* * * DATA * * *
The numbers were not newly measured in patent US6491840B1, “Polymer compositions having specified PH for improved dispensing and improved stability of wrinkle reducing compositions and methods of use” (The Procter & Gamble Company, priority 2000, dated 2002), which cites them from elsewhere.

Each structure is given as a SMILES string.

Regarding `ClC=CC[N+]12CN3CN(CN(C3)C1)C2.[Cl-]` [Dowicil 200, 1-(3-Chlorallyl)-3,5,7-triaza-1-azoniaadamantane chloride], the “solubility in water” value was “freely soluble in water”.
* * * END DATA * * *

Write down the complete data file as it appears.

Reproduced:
The numbers were not newly measured in patent US6491840B1, “Polymer compositions having specified PH for improved dispensing and improved stability of wrinkle reducing compositions and methods of use” (The Procter & Gamble Company, priority 2000, dated 2002), which cites them from elsewhere.

Each structure is given as a SMILES string.

Regarding `ClC=CC[N+]12CN3CN(CN(C3)C1)C2.[Cl-]` [Dowicil 200, 1-(3-Chlorallyl)-3,5,7-triaza-1-azoniaadamantane chloride], the “solubility in water” value was “freely soluble in water”.